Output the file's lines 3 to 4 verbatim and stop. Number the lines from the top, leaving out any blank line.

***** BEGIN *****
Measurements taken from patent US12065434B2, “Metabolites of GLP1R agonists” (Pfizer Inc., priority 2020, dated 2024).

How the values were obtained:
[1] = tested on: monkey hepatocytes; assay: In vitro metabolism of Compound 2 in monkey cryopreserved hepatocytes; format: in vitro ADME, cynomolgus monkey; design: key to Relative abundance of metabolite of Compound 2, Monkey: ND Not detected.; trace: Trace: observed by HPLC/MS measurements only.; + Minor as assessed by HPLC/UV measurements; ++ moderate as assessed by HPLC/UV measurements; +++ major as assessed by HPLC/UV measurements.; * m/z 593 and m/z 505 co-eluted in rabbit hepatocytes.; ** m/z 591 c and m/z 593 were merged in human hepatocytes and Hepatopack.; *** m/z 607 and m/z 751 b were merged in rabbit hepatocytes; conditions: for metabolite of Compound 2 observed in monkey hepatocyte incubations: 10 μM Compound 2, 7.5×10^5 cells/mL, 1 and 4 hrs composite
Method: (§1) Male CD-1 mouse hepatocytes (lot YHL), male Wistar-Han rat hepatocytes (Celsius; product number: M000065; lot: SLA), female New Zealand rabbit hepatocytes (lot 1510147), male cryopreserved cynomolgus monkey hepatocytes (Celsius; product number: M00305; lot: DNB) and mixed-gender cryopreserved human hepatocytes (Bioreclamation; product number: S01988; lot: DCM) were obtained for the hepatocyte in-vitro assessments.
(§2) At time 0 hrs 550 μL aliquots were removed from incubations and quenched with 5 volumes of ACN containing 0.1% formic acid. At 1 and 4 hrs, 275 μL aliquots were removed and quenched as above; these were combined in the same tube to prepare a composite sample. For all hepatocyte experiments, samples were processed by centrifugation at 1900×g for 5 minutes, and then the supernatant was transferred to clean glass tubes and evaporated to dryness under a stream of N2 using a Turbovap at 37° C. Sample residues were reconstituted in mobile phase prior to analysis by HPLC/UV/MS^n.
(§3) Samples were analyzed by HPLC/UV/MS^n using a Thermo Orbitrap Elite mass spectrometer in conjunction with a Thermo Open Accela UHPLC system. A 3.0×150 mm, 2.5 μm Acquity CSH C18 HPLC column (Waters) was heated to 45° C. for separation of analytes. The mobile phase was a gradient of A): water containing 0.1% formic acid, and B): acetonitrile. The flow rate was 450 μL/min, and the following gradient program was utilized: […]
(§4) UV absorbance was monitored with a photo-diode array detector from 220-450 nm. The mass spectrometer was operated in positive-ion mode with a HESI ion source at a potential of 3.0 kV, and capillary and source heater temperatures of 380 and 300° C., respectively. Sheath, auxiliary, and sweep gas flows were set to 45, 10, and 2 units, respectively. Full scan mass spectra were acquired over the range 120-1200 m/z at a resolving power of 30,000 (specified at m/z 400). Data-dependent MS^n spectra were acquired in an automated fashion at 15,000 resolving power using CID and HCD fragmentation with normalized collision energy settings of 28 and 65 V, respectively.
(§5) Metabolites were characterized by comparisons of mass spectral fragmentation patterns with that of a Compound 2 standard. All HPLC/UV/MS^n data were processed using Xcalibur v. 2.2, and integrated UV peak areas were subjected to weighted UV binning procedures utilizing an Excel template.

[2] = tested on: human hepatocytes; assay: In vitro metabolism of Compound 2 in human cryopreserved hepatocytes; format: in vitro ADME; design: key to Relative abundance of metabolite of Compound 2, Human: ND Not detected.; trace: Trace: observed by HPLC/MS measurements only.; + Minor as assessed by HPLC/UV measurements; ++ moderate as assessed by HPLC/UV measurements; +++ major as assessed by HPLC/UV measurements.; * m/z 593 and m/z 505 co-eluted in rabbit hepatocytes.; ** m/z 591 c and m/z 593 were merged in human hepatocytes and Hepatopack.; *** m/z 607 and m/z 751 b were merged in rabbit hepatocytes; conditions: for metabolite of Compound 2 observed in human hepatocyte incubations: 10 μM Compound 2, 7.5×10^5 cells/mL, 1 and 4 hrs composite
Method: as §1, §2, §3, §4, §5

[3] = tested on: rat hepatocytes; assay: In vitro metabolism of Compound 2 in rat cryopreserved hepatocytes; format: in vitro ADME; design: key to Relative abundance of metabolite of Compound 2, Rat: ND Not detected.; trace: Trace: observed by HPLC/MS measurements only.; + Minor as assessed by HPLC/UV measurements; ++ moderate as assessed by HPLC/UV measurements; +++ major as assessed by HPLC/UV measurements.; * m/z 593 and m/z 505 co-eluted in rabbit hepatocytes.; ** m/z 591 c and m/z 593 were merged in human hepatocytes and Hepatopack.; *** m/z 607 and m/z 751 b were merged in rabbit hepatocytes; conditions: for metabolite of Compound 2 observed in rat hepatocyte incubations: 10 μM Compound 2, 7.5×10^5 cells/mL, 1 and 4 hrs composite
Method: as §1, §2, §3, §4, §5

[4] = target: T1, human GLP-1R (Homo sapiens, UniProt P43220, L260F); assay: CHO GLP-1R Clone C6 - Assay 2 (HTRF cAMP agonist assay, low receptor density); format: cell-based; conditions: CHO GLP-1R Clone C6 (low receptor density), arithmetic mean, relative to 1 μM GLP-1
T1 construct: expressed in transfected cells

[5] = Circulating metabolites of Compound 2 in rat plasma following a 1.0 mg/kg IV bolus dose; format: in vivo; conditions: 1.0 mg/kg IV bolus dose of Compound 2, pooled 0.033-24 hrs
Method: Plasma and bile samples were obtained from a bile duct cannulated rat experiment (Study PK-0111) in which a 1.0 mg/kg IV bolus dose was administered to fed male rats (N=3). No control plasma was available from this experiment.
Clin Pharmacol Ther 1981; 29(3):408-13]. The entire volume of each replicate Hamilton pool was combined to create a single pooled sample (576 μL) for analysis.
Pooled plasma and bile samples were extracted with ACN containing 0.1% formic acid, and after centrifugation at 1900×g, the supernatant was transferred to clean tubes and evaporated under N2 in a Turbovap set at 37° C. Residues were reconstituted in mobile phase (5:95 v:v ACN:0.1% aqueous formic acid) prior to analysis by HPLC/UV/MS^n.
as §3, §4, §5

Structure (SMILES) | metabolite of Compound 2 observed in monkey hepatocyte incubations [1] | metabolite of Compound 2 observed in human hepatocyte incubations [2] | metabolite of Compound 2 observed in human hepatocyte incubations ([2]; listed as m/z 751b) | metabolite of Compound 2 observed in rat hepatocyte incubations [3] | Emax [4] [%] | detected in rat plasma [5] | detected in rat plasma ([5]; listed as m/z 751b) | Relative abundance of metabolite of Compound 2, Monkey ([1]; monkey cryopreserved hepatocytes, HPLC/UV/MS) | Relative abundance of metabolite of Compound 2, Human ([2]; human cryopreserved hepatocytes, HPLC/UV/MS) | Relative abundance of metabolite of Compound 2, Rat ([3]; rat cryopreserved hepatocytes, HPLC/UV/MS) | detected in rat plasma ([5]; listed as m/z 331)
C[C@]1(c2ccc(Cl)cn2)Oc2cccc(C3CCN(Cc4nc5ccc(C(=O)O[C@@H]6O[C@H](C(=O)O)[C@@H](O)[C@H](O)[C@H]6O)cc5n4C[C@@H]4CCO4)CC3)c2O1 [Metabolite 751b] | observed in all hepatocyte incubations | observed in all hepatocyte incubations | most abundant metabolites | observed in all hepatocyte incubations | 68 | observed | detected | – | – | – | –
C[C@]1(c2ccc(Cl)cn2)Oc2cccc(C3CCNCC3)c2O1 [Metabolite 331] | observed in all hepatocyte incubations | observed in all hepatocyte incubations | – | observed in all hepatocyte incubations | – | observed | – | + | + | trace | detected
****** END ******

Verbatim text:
[1] = tested on: monkey hepatocytes; assay: In vitro metabolism of Compound 2 in monkey cryopreserved hepatocytes; format: in vitro ADME, cynomolgus monkey; design: key to Relative abundance of metabolite of Compound 2, Monkey: ND Not detected.; trace: Trace: observed by HPLC/MS measurements only.; + Minor as assessed by HPLC/UV measurements; ++ moderate as assessed by HPLC/UV measurements; +++ major as assessed by HPLC/UV measurements.; * m/z 593 and m/z 505 co-eluted in rabbit hepatocytes.; ** m/z 591 c and m/z 593 were merged in human hepatocytes and Hepatopack.; *** m/z 607 and m/z 751 b were merged in rabbit hepatocytes; conditions: for metabolite of Compound 2 observed in monkey hepatocyte incubations: 10 μM Compound 2, 7.5×10^5 cells/mL, 1 and 4 hrs composite
Method: (§1) Male CD-1 mouse hepatocytes (lot YHL), male Wistar-Han rat hepatocytes (Celsius; product number: M000065; lot: SLA), female New Zealand rabbit hepatocytes (lot 1510147), male cryopreserved cynomolgus monkey hepatocytes (Celsius; product number: M00305; lot: DNB) and mixed-gender cryopreserved human hepatocytes (Bioreclamation; product number: S01988; lot: DCM) were obtained for the hepatocyte in-vitro assessments.